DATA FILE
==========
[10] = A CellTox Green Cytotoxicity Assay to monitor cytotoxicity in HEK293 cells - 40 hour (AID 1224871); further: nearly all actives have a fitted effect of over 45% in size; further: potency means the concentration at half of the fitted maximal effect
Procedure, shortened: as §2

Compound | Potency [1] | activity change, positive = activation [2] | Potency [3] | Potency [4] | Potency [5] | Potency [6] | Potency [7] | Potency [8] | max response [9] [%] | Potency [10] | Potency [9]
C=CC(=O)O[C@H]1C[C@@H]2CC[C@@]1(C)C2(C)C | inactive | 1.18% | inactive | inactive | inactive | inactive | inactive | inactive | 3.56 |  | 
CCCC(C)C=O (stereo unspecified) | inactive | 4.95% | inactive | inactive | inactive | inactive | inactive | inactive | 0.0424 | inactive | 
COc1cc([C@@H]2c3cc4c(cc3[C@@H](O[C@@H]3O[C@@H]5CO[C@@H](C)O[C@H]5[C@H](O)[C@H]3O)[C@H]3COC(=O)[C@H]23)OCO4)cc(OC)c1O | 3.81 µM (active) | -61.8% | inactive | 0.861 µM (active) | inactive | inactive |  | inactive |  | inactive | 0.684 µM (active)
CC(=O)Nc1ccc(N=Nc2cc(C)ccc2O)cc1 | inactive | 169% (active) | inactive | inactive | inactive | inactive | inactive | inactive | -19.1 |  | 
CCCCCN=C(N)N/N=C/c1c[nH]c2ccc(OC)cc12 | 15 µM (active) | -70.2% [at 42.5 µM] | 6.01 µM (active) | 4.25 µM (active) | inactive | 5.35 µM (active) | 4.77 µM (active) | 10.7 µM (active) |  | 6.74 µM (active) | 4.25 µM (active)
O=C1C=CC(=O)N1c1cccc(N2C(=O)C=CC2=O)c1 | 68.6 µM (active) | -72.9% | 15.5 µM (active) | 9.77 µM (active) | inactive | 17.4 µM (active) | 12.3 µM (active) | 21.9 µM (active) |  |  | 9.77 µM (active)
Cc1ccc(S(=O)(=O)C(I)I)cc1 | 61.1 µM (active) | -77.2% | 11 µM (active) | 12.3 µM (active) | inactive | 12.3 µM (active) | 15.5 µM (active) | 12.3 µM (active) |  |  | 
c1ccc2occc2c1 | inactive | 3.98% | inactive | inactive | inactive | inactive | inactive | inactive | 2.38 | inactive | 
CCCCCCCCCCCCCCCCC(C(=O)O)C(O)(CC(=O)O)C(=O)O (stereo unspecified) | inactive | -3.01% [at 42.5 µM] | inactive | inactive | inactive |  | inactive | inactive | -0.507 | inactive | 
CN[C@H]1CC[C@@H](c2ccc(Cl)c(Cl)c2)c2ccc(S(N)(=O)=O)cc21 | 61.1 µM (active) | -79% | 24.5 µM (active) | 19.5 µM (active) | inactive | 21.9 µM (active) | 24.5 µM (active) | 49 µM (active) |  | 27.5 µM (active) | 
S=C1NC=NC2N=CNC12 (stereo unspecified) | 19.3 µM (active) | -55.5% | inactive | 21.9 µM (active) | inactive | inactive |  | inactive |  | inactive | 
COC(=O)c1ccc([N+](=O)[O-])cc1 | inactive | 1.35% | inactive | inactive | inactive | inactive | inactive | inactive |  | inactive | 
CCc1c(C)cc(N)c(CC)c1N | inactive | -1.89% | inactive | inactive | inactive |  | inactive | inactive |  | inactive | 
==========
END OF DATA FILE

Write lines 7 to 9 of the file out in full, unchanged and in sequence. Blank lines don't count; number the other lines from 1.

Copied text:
CC(=O)Nc1ccc(N=Nc2cc(C)ccc2O)cc1 | inactive | 169% (active) | inactive | inactive | inactive | inactive | inactive | inactive | -19.1 |  | 
CCCCCN=C(N)N/N=C/c1c[nH]c2ccc(OC)cc12 | 15 µM (active) | -70.2% [at 42.5 µM] | 6.01 µM (active) | 4.25 µM (active) | inactive | 5.35 µM (active) | 4.77 µM (active) | 10.7 µM (active) |  | 6.74 µM (active) | 4.25 µM (active)
O=C1C=CC(=O)N1c1cccc(N2C(=O)C=CC2=O)c1 | 68.6 µM (active) | -72.9% | 15.5 µM (active) | 9.77 µM (active) | inactive | 17.4 µM (active) | 12.3 µM (active) | 21.9 µM (active) |  |  | 9.77 µM (active)